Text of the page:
Wynnewood, PA — Human antibodies cloned by scientists at the Lankenau Institute for Medical Research (LIMR), part of Main Line Health, have been adopted by the World Health Organization as a crucial part of its plan to permanently eradicate polio, a disease believed to be quietly spreading throughout the world, including New York and possibly Philadelphia.
The WHO Expert Committee on Biological Standardization approved the antibodies—created in the lab of LIMR faculty member Scott Dessain, MD, PhD—as the standard for quality-control testing of all inactivated polio vaccines (IPVs) worldwide in late October at a meeting in Geneva, Switzerland. The new test will increase assurance of the vaccines working properly when administered. The committee first advanced guidelines incorporating the LIMR antibodies to test IPV potency two years ago.
Worldwide vaccination efforts have reduced the annual number of polio cases from about 350,000 in 1988 to only 6 in 2021, according to WHO, due to widespread administration of oral poliovirus vaccine (OPV). OPV was developed by Albert Sabin and first made available in 1961. It is the predominant type used globally. IPVs, invented by Jonas Salk in 1953, are injected in the arm or leg. They have been the only kind given in the United States since 2000.
One critical difference between the two vaccine types is that, unlike IPV, OPV uses weakened, live virus that can mutate and regain the ability to cause paralytic polio. Such mutated vaccine virus strains are causing the recent global resurgence of polio cases. In the United States, New York state officials alerted the public in July to a polio case in Rockland County apparently linked to OPV mutation. The case has raised concerns that poliovirus infections may be silently spreading in the United States and could cause disease in unvaccinated individuals.
Recently, health officials in Philadelphia and other large metropolitan areas have announced they will test sewage for poliovirus because of the New York case and the subsequent detection of poliovirus in the New York region’s sewage.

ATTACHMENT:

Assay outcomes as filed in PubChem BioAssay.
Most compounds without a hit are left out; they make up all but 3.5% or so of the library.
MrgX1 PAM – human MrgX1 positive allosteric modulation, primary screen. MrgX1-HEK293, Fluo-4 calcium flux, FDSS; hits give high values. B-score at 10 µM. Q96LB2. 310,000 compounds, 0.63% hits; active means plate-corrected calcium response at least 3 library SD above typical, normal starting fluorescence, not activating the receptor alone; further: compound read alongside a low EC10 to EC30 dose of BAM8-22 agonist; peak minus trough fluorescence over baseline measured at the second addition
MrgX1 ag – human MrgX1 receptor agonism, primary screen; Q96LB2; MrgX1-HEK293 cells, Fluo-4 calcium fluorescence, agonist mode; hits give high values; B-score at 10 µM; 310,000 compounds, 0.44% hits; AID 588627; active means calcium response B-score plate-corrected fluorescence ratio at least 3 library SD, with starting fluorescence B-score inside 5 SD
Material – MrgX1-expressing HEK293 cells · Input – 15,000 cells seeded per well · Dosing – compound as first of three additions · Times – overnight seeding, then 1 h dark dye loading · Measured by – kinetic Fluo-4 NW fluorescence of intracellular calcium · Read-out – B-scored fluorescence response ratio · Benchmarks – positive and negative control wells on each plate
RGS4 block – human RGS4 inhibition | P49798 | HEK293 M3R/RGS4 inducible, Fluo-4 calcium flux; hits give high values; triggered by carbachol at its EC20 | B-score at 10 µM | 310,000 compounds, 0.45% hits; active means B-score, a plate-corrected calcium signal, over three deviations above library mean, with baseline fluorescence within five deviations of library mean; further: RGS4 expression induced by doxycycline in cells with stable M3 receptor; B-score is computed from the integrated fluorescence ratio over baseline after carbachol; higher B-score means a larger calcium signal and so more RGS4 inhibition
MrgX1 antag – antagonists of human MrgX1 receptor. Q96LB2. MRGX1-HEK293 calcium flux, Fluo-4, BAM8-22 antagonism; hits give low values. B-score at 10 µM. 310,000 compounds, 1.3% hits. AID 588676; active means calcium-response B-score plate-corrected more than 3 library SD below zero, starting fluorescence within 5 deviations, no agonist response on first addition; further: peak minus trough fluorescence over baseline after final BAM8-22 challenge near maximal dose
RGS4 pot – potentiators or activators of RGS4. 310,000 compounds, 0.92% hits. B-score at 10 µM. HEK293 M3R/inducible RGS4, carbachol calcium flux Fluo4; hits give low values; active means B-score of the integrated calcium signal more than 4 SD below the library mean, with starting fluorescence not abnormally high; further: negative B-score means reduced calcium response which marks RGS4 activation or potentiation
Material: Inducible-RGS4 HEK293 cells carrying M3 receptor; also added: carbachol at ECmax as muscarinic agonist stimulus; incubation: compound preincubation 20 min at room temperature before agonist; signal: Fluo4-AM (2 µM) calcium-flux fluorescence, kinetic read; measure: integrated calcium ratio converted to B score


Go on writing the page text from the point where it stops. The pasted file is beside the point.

“News of the New York case is a reminder of the need to continue to commit to polio vaccination efforts worldwide,” said George Prendergast, PhD, president and CEO of LIMR. “The efforts of Dr. Dessain and his colleagues provide a key tool in quality control for the manufacture of high-potency IPV vaccines that can prevent polio outbreaks caused by mutated OPV across the world. We are proud of our achievement in this field of public health, which is among our finest in recent years.”
“The world is beginning to transition away from the oral vaccine because it is the only path to ultimately eradicating polio,” said Dessain, who is director of the Center for Human Antibody Technology at LIMR and holds the Joseph and Ray Gordon Chair in Clinical Oncology and Research. “Making that transition meant developing a next-generation IPV and expanding production. But the vaccine manufacturers weren’t using the same standards as one another. That made it necessary to find a way to not only determine the potency of the new vaccines from different manufacturers but also address the problem of quality control labs not all using the same potency test.”
Dessain and his team tackled the issue by identifying a set of human antibodies that can ensure that an IPV vaccine has been made correctly.
The antibodies were created by Ramdev Puligedda, PhD, formerly of LIMR, and Dessain in collaboration with Konstantin Chumakov, PhD, at the Food and Drug Administration’s Center for Biologics Evaluation and Research. The work was supported by the PATH Foundation.
The WHO committee’s adoption was based on a July report.
Dr. Scott Dessain is available for interviews on this press release and related stories about polio vaccines.